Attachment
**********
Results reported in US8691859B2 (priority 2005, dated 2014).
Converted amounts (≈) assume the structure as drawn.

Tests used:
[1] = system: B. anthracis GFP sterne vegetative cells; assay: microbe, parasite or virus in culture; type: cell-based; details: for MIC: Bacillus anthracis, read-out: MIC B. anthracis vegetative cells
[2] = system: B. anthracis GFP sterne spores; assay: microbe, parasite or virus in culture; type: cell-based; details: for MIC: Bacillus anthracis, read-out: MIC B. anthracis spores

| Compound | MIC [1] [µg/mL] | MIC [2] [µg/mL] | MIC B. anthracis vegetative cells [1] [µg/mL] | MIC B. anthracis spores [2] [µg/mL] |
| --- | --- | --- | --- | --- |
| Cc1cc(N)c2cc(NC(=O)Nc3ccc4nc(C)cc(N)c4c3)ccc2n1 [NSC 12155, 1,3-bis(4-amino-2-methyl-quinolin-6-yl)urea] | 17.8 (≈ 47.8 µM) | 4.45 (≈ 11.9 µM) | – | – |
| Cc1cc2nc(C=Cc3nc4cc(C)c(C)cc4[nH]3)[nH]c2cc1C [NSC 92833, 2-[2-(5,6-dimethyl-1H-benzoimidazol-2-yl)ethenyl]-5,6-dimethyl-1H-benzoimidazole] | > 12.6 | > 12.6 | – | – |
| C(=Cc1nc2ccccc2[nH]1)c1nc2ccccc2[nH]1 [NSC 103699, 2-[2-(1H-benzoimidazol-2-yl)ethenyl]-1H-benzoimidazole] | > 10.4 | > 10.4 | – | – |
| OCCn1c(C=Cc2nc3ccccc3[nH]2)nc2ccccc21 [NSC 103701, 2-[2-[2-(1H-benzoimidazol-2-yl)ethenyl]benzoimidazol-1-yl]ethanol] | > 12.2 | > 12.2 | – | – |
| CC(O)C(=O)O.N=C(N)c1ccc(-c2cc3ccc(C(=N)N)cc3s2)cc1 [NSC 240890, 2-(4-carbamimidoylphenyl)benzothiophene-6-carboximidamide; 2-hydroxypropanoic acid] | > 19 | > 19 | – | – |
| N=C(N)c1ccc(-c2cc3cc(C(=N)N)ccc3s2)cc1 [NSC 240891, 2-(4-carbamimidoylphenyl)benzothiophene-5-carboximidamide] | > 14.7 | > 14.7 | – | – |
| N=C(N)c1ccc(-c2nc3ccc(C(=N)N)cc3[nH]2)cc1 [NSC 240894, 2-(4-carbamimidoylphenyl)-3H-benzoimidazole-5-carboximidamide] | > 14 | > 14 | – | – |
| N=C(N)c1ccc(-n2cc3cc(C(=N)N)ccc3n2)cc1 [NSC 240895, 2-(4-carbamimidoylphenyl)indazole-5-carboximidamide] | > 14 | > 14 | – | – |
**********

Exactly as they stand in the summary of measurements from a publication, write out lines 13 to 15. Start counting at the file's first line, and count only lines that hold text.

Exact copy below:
| N=C(N)c1ccc(-c2cc3cc(C(=N)N)ccc3s2)cc1 [NSC 240891, 2-(4-carbamimidoylphenyl)benzothiophene-5-carboximidamide] | > 14.7 | > 14.7 | – | – |
| N=C(N)c1ccc(-c2nc3ccc(C(=N)N)cc3[nH]2)cc1 [NSC 240894, 2-(4-carbamimidoylphenyl)-3H-benzoimidazole-5-carboximidamide] | > 14 | > 14 | – | – |
| N=C(N)c1ccc(-n2cc3cc(C(=N)N)ccc3n2)cc1 [NSC 240895, 2-(4-carbamimidoylphenyl)indazole-5-carboximidamide] | > 14 | > 14 | – | – |